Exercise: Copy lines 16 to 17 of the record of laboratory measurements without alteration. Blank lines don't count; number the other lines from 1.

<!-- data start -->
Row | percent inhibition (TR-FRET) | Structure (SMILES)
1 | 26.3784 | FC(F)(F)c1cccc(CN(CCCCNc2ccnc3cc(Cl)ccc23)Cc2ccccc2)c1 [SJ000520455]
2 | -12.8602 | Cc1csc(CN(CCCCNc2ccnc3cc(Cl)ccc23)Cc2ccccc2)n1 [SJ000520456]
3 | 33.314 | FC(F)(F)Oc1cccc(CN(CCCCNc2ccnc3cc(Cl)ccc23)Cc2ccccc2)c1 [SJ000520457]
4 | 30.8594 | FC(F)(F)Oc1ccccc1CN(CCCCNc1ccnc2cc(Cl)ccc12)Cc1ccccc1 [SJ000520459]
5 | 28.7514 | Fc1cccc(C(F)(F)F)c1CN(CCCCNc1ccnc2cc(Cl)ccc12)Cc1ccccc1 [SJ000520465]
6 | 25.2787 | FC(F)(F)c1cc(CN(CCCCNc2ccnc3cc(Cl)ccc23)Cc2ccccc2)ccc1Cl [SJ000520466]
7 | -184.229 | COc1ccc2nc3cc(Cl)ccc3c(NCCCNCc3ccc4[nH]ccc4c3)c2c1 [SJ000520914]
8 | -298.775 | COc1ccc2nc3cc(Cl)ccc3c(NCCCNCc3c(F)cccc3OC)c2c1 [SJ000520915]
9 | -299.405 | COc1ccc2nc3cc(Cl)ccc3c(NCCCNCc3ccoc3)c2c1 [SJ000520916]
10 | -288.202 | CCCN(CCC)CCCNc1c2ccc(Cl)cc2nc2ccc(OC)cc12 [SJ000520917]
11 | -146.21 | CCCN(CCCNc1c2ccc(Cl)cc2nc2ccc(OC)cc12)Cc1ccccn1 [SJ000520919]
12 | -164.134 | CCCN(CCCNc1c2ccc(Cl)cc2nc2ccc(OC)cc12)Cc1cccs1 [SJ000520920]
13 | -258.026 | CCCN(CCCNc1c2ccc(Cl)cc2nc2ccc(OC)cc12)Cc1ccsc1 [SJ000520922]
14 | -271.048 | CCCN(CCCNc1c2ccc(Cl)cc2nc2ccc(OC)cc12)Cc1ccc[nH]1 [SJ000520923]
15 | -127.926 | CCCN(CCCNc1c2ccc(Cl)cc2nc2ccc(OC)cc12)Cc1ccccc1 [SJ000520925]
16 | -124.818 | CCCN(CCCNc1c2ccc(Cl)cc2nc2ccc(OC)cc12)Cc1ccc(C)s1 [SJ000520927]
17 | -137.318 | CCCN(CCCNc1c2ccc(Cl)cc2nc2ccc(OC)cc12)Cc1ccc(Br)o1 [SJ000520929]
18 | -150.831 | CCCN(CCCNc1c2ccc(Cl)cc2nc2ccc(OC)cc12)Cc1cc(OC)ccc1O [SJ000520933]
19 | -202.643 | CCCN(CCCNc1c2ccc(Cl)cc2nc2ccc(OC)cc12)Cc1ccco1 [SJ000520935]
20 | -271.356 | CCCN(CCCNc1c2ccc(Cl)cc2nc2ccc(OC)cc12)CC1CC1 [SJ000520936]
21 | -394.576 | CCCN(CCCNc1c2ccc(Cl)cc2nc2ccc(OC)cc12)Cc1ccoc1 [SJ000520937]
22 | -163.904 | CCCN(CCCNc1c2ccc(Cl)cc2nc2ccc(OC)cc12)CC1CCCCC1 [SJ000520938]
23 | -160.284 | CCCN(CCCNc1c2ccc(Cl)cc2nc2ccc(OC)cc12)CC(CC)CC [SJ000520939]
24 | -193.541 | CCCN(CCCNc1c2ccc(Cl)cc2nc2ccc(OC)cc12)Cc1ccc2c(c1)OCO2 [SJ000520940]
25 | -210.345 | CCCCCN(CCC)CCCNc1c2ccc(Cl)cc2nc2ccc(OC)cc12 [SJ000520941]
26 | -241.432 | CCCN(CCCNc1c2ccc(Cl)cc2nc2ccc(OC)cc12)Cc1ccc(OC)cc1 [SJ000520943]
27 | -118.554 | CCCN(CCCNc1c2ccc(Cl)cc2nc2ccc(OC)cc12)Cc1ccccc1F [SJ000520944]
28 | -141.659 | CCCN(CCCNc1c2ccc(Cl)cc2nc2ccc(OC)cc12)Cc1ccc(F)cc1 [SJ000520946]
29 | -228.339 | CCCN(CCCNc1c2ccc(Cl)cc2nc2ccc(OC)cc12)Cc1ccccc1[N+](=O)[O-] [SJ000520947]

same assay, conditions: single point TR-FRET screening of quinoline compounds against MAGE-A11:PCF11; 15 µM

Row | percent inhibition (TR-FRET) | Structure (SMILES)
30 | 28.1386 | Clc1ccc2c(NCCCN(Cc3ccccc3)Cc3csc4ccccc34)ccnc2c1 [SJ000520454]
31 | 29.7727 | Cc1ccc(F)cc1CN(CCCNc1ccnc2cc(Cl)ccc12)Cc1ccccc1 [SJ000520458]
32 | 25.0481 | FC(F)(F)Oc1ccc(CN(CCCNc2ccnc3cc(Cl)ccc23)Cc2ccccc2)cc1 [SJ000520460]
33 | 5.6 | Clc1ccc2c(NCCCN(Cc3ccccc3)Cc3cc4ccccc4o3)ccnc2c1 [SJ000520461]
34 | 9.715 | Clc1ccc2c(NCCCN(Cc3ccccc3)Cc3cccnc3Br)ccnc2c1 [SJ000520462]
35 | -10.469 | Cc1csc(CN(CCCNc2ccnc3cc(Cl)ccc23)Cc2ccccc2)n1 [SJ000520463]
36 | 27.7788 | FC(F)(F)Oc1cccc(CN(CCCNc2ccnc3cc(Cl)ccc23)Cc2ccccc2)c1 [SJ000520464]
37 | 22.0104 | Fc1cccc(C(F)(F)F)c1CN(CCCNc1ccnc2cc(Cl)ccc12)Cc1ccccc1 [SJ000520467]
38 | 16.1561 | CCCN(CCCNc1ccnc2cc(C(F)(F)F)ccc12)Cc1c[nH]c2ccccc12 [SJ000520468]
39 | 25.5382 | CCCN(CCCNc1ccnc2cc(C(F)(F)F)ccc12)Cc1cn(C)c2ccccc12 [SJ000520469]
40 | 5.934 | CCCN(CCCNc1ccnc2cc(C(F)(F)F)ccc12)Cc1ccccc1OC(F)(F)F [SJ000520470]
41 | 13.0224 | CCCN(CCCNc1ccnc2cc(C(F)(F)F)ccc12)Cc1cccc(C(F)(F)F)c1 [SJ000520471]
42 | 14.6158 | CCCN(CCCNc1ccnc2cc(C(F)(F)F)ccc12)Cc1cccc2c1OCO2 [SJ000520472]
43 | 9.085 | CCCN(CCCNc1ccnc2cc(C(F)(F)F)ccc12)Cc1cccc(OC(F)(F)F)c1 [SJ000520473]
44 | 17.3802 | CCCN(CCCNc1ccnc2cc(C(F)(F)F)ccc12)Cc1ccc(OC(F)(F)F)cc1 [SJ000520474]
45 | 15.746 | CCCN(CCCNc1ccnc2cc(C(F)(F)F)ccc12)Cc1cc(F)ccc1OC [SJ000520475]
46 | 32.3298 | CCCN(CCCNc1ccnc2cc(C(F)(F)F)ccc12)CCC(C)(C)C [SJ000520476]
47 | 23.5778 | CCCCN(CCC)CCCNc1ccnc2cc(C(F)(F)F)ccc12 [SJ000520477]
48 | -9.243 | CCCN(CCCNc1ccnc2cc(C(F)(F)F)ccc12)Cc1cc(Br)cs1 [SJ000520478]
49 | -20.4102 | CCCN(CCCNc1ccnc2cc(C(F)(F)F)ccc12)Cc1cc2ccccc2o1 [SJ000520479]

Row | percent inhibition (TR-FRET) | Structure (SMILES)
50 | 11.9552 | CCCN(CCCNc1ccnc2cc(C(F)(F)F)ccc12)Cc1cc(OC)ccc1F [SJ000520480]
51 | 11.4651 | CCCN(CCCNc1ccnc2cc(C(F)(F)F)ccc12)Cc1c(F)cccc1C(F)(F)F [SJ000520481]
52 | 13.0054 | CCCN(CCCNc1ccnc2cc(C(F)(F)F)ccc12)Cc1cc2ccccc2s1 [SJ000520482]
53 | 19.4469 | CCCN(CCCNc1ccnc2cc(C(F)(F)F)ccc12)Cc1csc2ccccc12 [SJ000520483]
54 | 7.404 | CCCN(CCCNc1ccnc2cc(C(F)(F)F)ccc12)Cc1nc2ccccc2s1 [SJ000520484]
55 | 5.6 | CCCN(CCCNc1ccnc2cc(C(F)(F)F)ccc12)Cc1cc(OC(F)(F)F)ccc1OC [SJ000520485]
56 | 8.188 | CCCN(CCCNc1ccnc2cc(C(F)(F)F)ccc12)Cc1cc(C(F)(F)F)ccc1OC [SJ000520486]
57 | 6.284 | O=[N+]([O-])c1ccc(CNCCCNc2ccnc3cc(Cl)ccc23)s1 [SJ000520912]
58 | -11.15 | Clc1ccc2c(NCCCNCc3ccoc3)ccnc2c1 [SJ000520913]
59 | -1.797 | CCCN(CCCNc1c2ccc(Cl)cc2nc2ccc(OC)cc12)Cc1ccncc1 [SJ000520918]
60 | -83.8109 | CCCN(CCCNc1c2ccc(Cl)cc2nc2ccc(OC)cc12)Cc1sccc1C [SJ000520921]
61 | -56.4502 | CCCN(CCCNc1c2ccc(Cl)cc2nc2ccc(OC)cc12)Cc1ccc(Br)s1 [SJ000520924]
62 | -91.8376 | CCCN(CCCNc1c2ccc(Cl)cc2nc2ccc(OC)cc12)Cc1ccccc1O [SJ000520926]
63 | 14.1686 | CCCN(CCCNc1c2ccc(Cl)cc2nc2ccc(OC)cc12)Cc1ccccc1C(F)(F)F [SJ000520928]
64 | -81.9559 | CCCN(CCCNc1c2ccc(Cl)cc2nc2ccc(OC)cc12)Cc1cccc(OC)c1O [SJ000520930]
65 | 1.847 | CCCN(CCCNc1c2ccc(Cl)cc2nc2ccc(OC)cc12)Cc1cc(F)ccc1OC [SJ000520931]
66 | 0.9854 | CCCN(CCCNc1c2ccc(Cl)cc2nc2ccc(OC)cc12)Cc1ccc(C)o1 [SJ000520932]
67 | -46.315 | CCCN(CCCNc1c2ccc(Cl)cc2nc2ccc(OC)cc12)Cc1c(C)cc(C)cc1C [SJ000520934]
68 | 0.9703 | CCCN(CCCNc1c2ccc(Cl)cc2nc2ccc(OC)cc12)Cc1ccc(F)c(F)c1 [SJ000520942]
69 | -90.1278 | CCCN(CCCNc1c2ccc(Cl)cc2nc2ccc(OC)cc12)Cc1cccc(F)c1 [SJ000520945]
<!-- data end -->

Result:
15 | -127.926 | CCCN(CCCNc1c2ccc(Cl)cc2nc2ccc(OC)cc12)Cc1ccccc1 [SJ000520925]
16 | -124.818 | CCCN(CCCNc1c2ccc(Cl)cc2nc2ccc(OC)cc12)Cc1ccc(C)s1 [SJ000520927]